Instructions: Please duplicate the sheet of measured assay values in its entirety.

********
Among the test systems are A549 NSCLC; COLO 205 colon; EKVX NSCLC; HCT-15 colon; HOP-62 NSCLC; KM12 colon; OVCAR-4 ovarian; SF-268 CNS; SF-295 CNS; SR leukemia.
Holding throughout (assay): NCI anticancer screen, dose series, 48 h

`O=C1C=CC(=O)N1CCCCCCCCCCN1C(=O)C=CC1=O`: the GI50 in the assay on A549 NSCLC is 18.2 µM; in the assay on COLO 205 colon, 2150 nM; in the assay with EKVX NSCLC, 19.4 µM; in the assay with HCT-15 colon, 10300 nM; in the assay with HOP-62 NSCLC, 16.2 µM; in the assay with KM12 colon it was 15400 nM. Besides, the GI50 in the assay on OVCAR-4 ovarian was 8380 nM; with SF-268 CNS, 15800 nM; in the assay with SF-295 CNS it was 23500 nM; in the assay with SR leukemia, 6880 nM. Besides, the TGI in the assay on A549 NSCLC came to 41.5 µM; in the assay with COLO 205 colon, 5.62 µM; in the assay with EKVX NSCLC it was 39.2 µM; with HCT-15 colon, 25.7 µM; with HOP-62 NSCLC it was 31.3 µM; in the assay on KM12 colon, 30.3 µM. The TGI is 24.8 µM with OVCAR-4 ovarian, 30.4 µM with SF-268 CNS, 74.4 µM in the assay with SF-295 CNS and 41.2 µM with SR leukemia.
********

Among the test systems are A549 NSCLC; COLO 205 colon; EKVX NSCLC; HCT-15 colon; HOP-62 NSCLC; KM12 colon; OVCAR-4 ovarian; SF-268 CNS; SF-295 CNS; SR leukemia.
Holding throughout (assay): NCI anticancer screen, dose series, 48 h

`O=C1C=CC(=O)N1CCCCCCCCCCN1C(=O)C=CC1=O`: the GI50 in the assay on A549 NSCLC is 18.2 µM; in the assay on COLO 205 colon, 2150 nM; in the assay with EKVX NSCLC, 19.4 µM; in the assay with HCT-15 colon, 10300 nM; in the assay with HOP-62 NSCLC, 16.2 µM; in the assay with KM12 colon it was 15400 nM. Besides, the GI50 in the assay on OVCAR-4 ovarian was 8380 nM; with SF-268 CNS, 15800 nM; in the assay with SF-295 CNS it was 23500 nM; in the assay with SR leukemia, 6880 nM. Besides, the TGI in the assay on A549 NSCLC came to 41.5 µM; in the assay with COLO 205 colon, 5.62 µM; in the assay with EKVX NSCLC it was 39.2 µM; with HCT-15 colon, 25.7 µM; with HOP-62 NSCLC it was 31.3 µM; in the assay on KM12 colon, 30.3 µM. The TGI is 24.8 µM with OVCAR-4 ovarian, 30.4 µM with SF-268 CNS, 74.4 µM in the assay with SF-295 CNS and 41.2 µM with SR leukemia.